'Election winners denied power'

LABOUR has accused Tory and Liberal Democrat councillors of “clinging to power” after they decided to carry on their joint administration in Ipswich, even though Labour has the most councillors.

Graham Dines

LABOUR has accused Tory and Liberal Democrat councillors of “clinging to power” after they decided to carry on their joint administration in Ipswich, even though Labour has the most councillors.

The Tories lost two seats in the borough council elections earlier this month - Rushmere and Bridge - to Labour and retained the St John's seat with a majority of just three. Labour also gained Whitehouse ward from the Lib Dems.

Labour leapfrogged the Tories to become the largest party with 21 seats, but the combined Conservative-Liberal Democrat groups have 27 seats.

Council leader Elizabeth Harsant, who heads the Conservative group, said: “We are very proud of all we have achieved jointly over the last three and a half years; it has been a very fruitful partnership. We all believe that, with the Boundary Committee progressing its unitary council report, and with the local development framework at a crucial stage, it is important for the town that we have stability and continuity.

“We will continue to invest in our public buildings and focus on improving the Council's housing stock, and encouraging developers to build family homes, as well as working with the Police to reduce antisocial behaviour which blights people's lives. The Jumpers for Goalposts programme, which reduced crime by 36% last summer, will be even bigger and better this year.”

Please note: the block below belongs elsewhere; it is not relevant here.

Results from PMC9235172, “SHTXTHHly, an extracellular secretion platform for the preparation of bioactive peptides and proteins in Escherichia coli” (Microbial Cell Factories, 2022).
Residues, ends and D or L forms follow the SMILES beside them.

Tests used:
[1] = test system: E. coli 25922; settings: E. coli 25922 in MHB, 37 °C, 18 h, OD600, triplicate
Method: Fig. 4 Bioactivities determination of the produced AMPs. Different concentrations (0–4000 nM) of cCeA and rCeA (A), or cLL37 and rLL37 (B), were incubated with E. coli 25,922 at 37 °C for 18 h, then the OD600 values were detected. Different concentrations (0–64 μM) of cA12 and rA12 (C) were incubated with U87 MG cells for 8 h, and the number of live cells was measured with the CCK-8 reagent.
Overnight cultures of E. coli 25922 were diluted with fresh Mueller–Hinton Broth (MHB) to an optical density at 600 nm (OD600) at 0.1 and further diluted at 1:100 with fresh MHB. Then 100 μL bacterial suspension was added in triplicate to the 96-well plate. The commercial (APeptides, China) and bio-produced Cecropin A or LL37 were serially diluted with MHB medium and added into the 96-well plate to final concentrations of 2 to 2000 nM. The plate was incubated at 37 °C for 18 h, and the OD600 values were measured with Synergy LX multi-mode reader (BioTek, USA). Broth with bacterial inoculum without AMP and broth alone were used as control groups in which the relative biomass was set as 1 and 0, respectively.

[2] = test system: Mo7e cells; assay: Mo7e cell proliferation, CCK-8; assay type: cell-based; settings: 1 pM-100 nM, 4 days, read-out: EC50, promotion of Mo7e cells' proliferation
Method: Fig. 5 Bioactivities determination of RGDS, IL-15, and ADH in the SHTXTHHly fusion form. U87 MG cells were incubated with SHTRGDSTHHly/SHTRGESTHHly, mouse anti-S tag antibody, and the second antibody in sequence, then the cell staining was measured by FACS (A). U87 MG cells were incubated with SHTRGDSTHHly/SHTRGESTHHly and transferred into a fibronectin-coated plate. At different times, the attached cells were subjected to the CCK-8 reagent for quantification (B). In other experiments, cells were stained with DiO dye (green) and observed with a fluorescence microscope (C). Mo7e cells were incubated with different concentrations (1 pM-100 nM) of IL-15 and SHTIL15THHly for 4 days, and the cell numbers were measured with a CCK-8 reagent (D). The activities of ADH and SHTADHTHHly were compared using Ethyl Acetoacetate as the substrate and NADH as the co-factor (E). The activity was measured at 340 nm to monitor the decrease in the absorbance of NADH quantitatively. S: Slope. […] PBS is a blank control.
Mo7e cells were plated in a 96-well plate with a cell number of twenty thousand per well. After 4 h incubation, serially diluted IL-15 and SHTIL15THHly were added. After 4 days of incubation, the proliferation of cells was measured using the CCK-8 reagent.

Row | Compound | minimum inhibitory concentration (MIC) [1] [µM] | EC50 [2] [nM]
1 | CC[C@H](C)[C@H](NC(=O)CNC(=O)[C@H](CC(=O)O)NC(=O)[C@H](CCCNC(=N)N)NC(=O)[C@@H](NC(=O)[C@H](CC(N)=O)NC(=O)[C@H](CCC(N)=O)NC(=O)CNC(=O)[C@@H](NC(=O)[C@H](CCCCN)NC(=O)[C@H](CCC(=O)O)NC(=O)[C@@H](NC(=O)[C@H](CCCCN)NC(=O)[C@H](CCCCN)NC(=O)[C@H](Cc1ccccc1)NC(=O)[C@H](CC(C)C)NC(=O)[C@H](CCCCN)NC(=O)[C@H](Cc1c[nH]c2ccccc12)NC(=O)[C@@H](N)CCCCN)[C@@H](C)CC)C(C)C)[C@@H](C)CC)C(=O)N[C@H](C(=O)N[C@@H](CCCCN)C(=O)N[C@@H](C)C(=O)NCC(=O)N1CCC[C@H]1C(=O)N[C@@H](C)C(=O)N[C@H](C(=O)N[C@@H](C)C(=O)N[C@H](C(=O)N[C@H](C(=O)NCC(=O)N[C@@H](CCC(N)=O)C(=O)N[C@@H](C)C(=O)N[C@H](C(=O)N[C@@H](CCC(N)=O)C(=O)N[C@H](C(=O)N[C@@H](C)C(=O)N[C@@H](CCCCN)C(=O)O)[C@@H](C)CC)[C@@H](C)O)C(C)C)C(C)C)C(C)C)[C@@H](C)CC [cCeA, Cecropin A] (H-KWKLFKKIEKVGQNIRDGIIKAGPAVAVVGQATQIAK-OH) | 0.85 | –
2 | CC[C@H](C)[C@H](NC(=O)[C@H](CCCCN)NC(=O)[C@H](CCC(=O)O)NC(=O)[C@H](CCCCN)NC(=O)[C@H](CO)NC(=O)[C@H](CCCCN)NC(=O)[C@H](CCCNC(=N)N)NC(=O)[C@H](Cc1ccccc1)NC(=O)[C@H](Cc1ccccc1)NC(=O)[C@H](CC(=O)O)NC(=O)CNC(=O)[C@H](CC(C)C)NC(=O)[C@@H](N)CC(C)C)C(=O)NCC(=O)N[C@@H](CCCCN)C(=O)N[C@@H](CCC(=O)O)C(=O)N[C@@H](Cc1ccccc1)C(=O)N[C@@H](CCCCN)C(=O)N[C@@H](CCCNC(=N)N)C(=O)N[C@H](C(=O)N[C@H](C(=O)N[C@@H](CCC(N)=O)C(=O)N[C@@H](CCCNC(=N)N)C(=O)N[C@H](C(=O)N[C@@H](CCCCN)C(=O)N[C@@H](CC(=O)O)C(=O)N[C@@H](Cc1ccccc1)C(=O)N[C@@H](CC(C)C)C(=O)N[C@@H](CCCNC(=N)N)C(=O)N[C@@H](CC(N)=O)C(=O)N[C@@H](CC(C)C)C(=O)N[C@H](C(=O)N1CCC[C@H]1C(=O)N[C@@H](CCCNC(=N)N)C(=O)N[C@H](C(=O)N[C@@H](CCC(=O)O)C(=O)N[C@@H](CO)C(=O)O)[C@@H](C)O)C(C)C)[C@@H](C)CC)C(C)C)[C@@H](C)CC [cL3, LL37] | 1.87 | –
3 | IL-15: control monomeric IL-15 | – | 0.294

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Andrew Cann, Leader of the Liberal Democrats, said: “We do have policy differences with the Conservatives, but these have been resolved amicably, and we have been able to take our ideas forward to develop a cleaner, greener and safer agenda for the town.

“I look forward to forthcoming announcements on our first wind turbines in Ipswich, further refinement of the local development framework and exciting news for Ipswich Town Centre shopping.”

“With unitary government for Ipswich only a step away and the oppositions plans for Ipswich so thin it would be wrong to turn over control of the town to a minority administration. We are proud of what we have achieved over the last few years and plan to make the next year no different.”

Labour group leader David Ellesmere said: “The policies of the Tories and Liberal Democrats were decisively rejected at the elections on May 1. Their claim that we need `continuity' is astonishing.

“Ipswich voted for change: for affordable family homes, not flats; better maintained roads and pavements; fewer empty shops; and cheaper bus fares. The administration now lacks any legitimacy and does not represent the wishes of the people of Ipswich.

“This desperate attempt to cling to power will anger many people who are desperate to see a change of direction for Ipswich,” said Mr Ellesmere.

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